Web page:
by Jaime Grijalba.
You have to give it to Woody Allen, he is an infatigable director, he always manages to have one movie a year, most of the time decent, some times great, very rarely bad, and that’s something we should admire in him, even if he doesn’t think much of himself, as he has always repeated in interviews and his own writing, that he has never done any masterpiece and that he will always be forgotten when looking at the history of cinema on the light of filmmakers like Fellini or Bergman (two of his favorites), that also happen to be two of the most revered directors of all time… so, Woody, you don’t think you’ll ever be put side to side next to those two directors… well, I don’t think anyone would ever imagine to put Woody Allen on a list of the best 10 directors of the history of filmmaking, I mean, as much as you love him, you must admit that it’s always his screenwriting labor that takes place above all in his films. But I wouldn’t hesitate one bit to put him in a list of the best comedy directors of all time alongside Charles Chaplin or Buster Keaton, and it is with those two that he found his biggest inspiration for this particular film, that was always planned and envisioned (in its initial stages) as a silent film that took place in the future (he was going to say that people weren’t allowed to talk due to an oppresive regime, and so giving it a reason for it to be a silent comedy), and even if that idea didn’t actually realize, the spirit of both is present in many ways that you can feel as the biggest and most beautiful tribute, as well as one of the most visually attractive films from the entire career of Woody Allen.
Rewatching the film recently I realized really how much of the performance from Woody Allen as the criogenized Miles Monroe is silent. You have to think about all the time he is on a slab, waiting to be reanimated, then all the time he spends with his brain a bit frozen due to its inactivity after 200 years of hibernation (due to a minor operation that started to go wrong, he was put in the freezer until they could find a solution to the problem… they seem to have forgotten him after a while), and then all the time that he is spending fleeing those who hunt him down (because he was illegally defrosted) is practically silent most of the time, there are funny gags and sequences that feature no dialogue, and then there’s the funniest parts of the whole film, when he passes himself as one of the robots, and to become one of them he must put a metal ball inside of his mouth, so he is unable to talk (he just utters his name once he gets into the house of Luna, played by Diane Keaton) for a long stretch of the film. During the time that he is unable to speak, most of the time the acting reminizes that of Buster Keaton in the way of the faces he is making (specially in the robot sections) and to Charles Chaplin in the actual movements that he is making, being flexible, falling down and standing up, moving and even acting as Chaplin always did when he was in love, but this time applied to Miles when he was completely brain dead, running over guard’s feet with a mini-car that he finds inside the lab in which he was defrosted just recently. There are also some gags that remind you of specific films from these silent comedy geniuses, like when Woody Allen’s character is finding some food and he comes across a transgenic farm with giant vegetables and fruits, and when he looks into the distance he comes across the farmer and a giant chicken… his only reaction is saying:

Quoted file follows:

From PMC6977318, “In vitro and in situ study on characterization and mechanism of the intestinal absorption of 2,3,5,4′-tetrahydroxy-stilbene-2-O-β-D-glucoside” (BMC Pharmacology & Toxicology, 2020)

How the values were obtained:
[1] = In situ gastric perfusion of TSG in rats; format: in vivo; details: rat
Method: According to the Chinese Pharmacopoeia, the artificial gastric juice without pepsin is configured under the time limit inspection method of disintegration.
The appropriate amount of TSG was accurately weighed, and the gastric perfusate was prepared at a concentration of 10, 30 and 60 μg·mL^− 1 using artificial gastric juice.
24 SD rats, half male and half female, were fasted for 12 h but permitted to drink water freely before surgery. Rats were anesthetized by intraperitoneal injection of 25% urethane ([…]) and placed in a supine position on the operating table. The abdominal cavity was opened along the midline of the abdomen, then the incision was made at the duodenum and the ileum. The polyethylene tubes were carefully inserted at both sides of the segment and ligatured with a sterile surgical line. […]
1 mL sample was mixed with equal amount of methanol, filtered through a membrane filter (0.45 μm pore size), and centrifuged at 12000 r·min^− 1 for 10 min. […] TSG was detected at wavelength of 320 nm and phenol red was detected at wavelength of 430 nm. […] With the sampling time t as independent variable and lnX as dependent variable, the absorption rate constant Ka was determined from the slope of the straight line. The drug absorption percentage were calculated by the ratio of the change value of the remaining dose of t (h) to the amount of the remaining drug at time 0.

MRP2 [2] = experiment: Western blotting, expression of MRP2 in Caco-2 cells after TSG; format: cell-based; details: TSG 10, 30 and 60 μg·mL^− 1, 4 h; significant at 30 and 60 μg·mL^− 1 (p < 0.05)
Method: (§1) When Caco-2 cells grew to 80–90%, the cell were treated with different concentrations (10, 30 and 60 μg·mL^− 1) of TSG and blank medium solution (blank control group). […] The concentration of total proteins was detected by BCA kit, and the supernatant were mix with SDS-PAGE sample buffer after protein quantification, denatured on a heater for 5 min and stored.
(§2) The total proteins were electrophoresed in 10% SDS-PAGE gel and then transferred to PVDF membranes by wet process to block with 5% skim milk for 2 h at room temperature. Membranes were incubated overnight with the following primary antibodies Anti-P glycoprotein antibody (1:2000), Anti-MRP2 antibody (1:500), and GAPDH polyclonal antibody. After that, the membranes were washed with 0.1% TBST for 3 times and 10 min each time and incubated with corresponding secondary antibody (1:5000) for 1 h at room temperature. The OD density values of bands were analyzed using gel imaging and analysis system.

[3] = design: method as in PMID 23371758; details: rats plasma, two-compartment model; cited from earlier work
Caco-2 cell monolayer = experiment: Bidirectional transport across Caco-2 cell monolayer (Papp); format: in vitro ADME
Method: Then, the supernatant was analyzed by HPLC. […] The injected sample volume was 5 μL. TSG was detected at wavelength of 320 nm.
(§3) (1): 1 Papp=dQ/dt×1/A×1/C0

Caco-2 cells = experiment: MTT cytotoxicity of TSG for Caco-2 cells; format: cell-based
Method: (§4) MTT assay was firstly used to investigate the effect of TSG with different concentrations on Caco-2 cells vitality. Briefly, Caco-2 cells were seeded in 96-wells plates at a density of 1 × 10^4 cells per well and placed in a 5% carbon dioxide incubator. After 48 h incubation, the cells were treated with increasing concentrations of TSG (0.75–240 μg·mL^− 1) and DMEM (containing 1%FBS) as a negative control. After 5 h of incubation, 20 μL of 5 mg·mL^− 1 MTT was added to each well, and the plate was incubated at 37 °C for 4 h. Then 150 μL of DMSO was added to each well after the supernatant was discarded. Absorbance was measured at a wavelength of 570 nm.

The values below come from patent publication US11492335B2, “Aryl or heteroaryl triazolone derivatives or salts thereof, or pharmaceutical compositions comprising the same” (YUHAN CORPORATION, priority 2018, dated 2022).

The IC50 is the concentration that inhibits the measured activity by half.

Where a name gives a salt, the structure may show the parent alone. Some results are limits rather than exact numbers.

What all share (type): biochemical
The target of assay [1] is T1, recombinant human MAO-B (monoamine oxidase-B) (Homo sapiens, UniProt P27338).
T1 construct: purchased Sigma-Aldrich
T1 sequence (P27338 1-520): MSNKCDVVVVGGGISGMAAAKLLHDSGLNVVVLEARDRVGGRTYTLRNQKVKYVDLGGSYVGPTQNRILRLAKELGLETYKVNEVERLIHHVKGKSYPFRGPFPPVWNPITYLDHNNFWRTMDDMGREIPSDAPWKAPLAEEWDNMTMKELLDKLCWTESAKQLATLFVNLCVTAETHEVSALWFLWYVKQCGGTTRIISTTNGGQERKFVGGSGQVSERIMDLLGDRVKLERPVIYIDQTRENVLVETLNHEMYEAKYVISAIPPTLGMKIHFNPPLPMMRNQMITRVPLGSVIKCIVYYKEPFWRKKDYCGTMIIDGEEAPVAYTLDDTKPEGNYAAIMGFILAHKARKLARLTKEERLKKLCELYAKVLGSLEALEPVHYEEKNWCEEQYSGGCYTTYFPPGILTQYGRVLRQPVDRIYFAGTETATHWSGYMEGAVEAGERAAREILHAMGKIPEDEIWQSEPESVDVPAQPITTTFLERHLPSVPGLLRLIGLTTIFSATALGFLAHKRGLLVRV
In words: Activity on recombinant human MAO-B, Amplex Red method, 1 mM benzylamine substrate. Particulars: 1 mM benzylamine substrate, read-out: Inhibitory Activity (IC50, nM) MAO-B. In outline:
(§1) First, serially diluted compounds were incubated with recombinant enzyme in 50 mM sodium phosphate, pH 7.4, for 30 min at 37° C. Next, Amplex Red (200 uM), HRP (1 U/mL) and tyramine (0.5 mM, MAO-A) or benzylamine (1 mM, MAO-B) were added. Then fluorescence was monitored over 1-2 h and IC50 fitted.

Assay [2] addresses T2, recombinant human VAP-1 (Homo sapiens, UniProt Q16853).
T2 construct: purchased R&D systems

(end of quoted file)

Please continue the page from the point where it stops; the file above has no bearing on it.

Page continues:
‘That’s a big chicken!’
Obviously, the giant chicken is a visual quote to ‘The Gold Rush’ and the scene in which Chaplin’s companion starts to envision our poor fella as a giant chicken, including maybe the most incredible depiction of ‘doing the chicken’ by the favorite silent comedian of many people from around the globe. The nods of the head, winks of the eye and tips of the hat towards those two comedians don’t stop there, but actually mentioning them one by one would be a demeaning factor of a review, as I would just spend time praising these already highly praised directors and performers, when I’m trying to write a piece about how great this particular movie is incredibly funny and important on its own, without the need of you actually knowing the source of the references (even though, for some, it might get funnier when you know them). But here comes the last thing I’ll say about the subject, I think… Woody Allen had never worked so hard in a movie than in this one, and this is just an estimate that I’m giving just by myself, not guiding me by actual interviews or experiences of Woody Allen made into a book, or confessions from the hairdresser, it’s not at all like that, but it is to say that this is the Woody Allen film with most credits to Woody Allen himself in his entire film career to this day, including his latest film with a starring role. In this he was director, screenwriter, main performer and score composer, and he also played the clarinet in the actual recordings of it. That is impressive and reminds you of the later films of Charles Chaplin, in which he played all those roles, composing one of the most beautiful scores on film even though he was also giving us the most welcomed and heart-warming comedies from those years. And the score for ‘Sleeper’ is not bad at all, it’s actually pretty good to be the only work he ever did in this department so far.